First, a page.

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Public and Private Saving and Investment

  • Van Wincoop, E.
  • Marrinan, J.

Several have shown that models with perfect international capital mobility can generate high correlations between aggregate savings and investment, as observed in the data. In this paper we decompose aggregate saving and investment into their two component parts, private and public. This leads to some striking observations. In almost all of the OECD countries we investigate during the 1975-1989 period, the private sector saving investment gap closely mirrors the government sector saving investment gap. Moreover, unlike the large aggregate saving investment correlations, private sectors saving investment correlations are on average close to zero. The paper investigates these and other moments associated with the public and private saving and investment in the context of models with perfect capital mobility. The paper devotes significant attention to modeling the government sector. Rules for taxation, government consumption and investment are specified, estimated, and fed into the model simulations. We find that while models are fiscal, technology and interest rate shocks are able to generate negative correlations between the public and private sector saving investment gaps, these correlations still fall significantly short of the very negative correlations observed in the data. Moreover, The models are not able to generate correlations between private saving and investment that are much lower than those between total saving and investment.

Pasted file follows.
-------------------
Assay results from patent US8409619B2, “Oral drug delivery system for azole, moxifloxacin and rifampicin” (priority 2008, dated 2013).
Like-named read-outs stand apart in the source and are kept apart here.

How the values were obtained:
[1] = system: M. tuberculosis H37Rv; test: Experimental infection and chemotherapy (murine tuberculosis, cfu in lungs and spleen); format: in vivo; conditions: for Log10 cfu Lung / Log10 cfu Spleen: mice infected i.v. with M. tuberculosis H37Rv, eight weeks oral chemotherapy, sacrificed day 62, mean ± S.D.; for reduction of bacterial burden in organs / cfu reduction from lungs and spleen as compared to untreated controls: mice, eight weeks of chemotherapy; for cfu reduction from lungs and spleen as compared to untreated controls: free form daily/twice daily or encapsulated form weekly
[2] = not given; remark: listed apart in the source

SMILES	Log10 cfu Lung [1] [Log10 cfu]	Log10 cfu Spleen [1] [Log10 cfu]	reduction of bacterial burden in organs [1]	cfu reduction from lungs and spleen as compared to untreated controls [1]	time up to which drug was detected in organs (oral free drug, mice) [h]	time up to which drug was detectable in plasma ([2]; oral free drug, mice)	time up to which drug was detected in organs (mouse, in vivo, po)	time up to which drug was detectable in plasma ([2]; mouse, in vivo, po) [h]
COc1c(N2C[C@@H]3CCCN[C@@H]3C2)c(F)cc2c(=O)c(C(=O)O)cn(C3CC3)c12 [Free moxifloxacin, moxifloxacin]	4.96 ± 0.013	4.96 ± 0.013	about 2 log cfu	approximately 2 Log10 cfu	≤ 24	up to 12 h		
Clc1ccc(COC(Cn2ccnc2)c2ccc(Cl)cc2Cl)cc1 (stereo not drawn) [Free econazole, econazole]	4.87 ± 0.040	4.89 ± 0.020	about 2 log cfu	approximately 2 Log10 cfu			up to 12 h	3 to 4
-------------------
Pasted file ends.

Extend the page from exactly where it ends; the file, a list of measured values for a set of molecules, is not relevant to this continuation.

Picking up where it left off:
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Paper provided by Stockholm - International Economic Studies in its series Papers with number 546.

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Length: 29 pages
Date of creation: 1993
Date of revision:
Handle: RePEc:fth:stocin:546
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  1. Kollmann, R., 1993. "Fiscal Policy, Technology Shcks and the US Trade Balance Deficit," Cahiers de recherche 9313, Centre interuniversitaire de recherche en économie quantitative, CIREQ.
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  3. Roubini, N., 1989. "Current Account And Budget Deficits In An Intertemporal Model Of Consumption And Taxation Smoothing. A Solution To The "Feldstein-Horioka" Puzzel," Papers 569, Yale - Economic Growth Center.
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  5. Gary D. Hansen & Randall Wright, 1992. "The labor market in real business cycle theory," Quarterly Review, Federal Reserve Bank of Minneapolis, issue Spr, pages 2-12.
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  8. Obstfeld, Maurice, 1986. "Capital mobility in the world economy: Theory and measurement," Carnegie-Rochester Conference Series on Public Policy, Elsevier, vol. 24(1), pages 55-103, January.
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  12. Murphy, Robert G., 1984. "Capital mobility and the relationship between saving and investment rates in OECD countries," Journal of International Money and Finance, Elsevier, vol. 3(3), pages 327-342, December.
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  14. Martin Feldstein & Philippe Bacchetta, 1991. "National Saving and International Investment," NBER Chapters, in: National Saving and Economic Performance, pages 201-226 National Bureau of Economic Research, Inc.
  15. Beaudry, Paul & van Wincoop, Eric, 1996. "The Intertemporal Elasticity of Substitution: An Exploration Using a US Panel of State Data," Economica, London School of Economics and Political Science, vol. 63(251), pages 495-512, August.
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  19. Feldstein, Martin & Horioka, Charles, 1980. "Domestic Saving and International Capital Flows," Economic Journal, Royal Economic Society, vol. 90(358), pages 314-29, June.
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  21. Stockman, Alan C. & Svensson, Lars E. O., 1987. "Capital flows, investment, and exchange rates," Journal of Monetary Economics, Elsevier, vol. 19(2), pages 171-201, March.
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